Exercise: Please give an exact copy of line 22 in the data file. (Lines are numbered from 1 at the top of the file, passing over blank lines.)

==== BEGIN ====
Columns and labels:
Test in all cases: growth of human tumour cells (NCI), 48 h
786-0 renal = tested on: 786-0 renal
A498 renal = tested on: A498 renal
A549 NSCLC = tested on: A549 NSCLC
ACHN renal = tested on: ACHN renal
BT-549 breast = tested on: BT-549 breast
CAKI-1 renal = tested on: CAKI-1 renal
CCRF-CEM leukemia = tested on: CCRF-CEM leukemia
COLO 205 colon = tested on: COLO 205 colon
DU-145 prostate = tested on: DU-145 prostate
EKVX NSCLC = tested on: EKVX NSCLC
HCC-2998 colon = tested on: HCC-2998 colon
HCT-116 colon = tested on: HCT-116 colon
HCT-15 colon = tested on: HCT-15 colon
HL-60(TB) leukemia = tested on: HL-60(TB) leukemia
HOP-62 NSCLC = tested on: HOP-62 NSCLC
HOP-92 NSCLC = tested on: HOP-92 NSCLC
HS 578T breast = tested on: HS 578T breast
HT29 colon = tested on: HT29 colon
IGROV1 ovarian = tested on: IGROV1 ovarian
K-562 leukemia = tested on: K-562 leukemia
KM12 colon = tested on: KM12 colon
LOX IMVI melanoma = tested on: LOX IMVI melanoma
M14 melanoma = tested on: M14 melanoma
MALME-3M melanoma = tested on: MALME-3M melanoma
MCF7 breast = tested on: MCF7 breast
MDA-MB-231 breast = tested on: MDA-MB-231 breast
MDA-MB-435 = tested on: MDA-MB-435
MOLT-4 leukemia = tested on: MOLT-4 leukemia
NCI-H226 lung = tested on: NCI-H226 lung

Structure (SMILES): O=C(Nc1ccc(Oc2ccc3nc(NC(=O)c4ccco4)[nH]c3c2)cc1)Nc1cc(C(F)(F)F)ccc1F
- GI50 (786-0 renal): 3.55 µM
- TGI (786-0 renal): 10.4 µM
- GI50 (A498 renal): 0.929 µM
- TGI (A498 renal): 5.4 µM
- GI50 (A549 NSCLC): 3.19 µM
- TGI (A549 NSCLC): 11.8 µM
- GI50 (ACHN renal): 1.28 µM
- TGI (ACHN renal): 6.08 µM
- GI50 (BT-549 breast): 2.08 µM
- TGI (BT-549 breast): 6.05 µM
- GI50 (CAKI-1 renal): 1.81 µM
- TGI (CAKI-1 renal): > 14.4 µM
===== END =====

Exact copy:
K-562 leukemia = tested on: K-562 leukemia